So let's start with the wheels business. So what does the trucking industry need today? The first thing is they are hit by new regulatory requirements that force them by 2018, to have 20% higher fuel efficiency and to generate 20% lower greenhouse gases. And on top of it, obviously, they want to improve their competitiveness, reducing operating cost and ideally, also increasing the payload. So that's where Alcoa wheels come into the game. And how do they come into the game? Because they have solved it here. If you look at the weight of aluminum wheels versus steel, it weighs 35% lighter, causing up to 5% lower fuel cost, lower maintenance costs through no rust, no stripping needed, no repair or repainting needed, and up to 3% -- allowing up to 3% higher payload.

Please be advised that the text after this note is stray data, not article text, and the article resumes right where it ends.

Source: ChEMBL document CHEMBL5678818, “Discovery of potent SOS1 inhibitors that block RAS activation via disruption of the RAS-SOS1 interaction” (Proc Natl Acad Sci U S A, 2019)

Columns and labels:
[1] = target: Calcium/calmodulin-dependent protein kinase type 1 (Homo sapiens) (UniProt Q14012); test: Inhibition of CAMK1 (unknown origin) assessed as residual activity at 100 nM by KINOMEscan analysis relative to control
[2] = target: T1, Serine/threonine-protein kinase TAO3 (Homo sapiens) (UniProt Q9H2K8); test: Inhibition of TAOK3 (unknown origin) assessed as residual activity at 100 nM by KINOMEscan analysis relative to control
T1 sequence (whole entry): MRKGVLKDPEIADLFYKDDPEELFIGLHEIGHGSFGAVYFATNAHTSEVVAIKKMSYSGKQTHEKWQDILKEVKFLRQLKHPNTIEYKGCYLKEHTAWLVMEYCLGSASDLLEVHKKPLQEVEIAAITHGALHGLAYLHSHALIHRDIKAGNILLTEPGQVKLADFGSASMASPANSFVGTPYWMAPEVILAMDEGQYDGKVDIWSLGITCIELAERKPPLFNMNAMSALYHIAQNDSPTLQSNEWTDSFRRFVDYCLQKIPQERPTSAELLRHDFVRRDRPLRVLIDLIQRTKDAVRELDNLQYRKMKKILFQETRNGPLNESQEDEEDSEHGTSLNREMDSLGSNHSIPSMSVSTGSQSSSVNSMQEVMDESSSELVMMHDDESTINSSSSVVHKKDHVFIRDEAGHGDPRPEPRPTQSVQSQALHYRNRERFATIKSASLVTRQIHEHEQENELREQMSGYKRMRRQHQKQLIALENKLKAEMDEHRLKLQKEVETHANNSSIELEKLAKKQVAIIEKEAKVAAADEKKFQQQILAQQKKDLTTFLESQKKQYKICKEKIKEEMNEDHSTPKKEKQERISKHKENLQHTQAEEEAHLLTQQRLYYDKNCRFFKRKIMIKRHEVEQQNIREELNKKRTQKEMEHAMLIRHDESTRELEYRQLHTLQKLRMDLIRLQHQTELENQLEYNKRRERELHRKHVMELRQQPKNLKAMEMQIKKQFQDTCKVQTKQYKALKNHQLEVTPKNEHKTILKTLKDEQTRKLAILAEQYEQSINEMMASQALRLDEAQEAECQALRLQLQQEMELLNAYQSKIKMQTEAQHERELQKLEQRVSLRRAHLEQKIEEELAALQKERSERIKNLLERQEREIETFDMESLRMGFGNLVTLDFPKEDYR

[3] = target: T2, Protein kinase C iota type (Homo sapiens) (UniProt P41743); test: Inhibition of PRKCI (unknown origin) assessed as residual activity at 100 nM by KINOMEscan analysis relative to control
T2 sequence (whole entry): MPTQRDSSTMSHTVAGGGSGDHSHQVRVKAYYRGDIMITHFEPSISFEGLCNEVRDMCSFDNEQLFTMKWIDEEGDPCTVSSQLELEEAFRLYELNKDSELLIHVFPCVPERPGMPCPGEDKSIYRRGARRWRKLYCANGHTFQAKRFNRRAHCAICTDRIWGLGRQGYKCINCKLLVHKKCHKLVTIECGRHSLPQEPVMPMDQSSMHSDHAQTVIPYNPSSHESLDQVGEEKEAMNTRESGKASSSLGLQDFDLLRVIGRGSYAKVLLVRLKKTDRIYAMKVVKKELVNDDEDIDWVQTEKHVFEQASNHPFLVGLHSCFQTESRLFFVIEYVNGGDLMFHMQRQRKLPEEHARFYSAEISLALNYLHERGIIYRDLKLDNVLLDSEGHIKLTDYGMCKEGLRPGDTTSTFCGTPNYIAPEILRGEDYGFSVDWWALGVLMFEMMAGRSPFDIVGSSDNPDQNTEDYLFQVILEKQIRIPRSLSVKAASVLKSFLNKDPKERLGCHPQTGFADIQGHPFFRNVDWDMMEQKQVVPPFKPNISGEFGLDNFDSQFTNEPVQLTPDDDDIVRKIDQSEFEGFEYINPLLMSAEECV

If you look at what we have out there as offerings, our LvL ONE wheel, for instance, the lightest wheel in the industry, 45 pounds, 41% lighter than steel, 8% lighter than an average aluminum wheel, and on the top of it, it looks better. It's 6% brighter than even our aluminum competition and it's polished on both sides. You would say why would we polish it on both sides? Because you put it on differently, depending on whether you put it on the truck or the trailer, so you really only need to have 1 wheel in your spare part repository, it reduces the spare parts.

The other innovation that we brought to the market is what we call surface treatment, right? It's more intense than coating because it really changes the structure of the material. What this allows basically, no mechanical or chemical cleaning is needed, corrosion resistance much improved and it looks newer much longer.